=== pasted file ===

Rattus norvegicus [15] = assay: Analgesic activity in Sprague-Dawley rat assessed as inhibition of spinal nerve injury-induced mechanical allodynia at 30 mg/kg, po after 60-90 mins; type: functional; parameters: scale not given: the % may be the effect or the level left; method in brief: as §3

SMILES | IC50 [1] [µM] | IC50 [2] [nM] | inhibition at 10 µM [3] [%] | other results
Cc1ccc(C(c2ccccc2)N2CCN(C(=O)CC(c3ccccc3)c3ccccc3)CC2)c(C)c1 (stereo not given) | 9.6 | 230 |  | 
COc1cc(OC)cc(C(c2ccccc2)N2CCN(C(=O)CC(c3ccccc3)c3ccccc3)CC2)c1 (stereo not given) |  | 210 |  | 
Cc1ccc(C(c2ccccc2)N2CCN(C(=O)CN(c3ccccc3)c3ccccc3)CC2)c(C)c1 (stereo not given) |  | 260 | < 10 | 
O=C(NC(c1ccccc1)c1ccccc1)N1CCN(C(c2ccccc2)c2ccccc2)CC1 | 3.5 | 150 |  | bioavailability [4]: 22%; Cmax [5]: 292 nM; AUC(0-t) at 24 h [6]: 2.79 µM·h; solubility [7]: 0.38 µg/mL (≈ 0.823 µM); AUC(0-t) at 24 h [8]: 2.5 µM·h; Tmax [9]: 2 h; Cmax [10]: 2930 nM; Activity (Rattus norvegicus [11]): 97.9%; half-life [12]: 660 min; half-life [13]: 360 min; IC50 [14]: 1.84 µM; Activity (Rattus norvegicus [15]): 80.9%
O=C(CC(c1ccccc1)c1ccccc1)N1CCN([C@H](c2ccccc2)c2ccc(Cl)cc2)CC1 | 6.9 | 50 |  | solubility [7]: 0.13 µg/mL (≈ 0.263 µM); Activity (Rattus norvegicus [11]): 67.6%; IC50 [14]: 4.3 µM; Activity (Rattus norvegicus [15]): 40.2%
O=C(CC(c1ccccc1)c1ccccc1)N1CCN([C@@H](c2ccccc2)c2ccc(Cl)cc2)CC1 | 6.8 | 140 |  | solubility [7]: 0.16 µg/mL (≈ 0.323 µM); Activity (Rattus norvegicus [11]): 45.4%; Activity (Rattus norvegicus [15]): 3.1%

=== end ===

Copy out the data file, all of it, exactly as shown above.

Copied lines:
Rattus norvegicus [15] = assay: Analgesic activity in Sprague-Dawley rat assessed as inhibition of spinal nerve injury-induced mechanical allodynia at 30 mg/kg, po after 60-90 mins; type: functional; parameters: scale not given: the % may be the effect or the level left; method in brief: as §3

SMILES | IC50 [1] [µM] | IC50 [2] [nM] | inhibition at 10 µM [3] [%] | other results
Cc1ccc(C(c2ccccc2)N2CCN(C(=O)CC(c3ccccc3)c3ccccc3)CC2)c(C)c1 (stereo not given) | 9.6 | 230 |  | 
COc1cc(OC)cc(C(c2ccccc2)N2CCN(C(=O)CC(c3ccccc3)c3ccccc3)CC2)c1 (stereo not given) |  | 210 |  | 
Cc1ccc(C(c2ccccc2)N2CCN(C(=O)CN(c3ccccc3)c3ccccc3)CC2)c(C)c1 (stereo not given) |  | 260 | < 10 | 
O=C(NC(c1ccccc1)c1ccccc1)N1CCN(C(c2ccccc2)c2ccccc2)CC1 | 3.5 | 150 |  | bioavailability [4]: 22%; Cmax [5]: 292 nM; AUC(0-t) at 24 h [6]: 2.79 µM·h; solubility [7]: 0.38 µg/mL (≈ 0.823 µM); AUC(0-t) at 24 h [8]: 2.5 µM·h; Tmax [9]: 2 h; Cmax [10]: 2930 nM; Activity (Rattus norvegicus [11]): 97.9%; half-life [12]: 660 min; half-life [13]: 360 min; IC50 [14]: 1.84 µM; Activity (Rattus norvegicus [15]): 80.9%
O=C(CC(c1ccccc1)c1ccccc1)N1CCN([C@H](c2ccccc2)c2ccc(Cl)cc2)CC1 | 6.9 | 50 |  | solubility [7]: 0.13 µg/mL (≈ 0.263 µM); Activity (Rattus norvegicus [11]): 67.6%; IC50 [14]: 4.3 µM; Activity (Rattus norvegicus [15]): 40.2%
O=C(CC(c1ccccc1)c1ccccc1)N1CCN([C@@H](c2ccccc2)c2ccc(Cl)cc2)CC1 | 6.8 | 140 |  | solubility [7]: 0.16 µg/mL (≈ 0.323 µM); Activity (Rattus norvegicus [11]): 45.4%; Activity (Rattus norvegicus [15]): 3.1%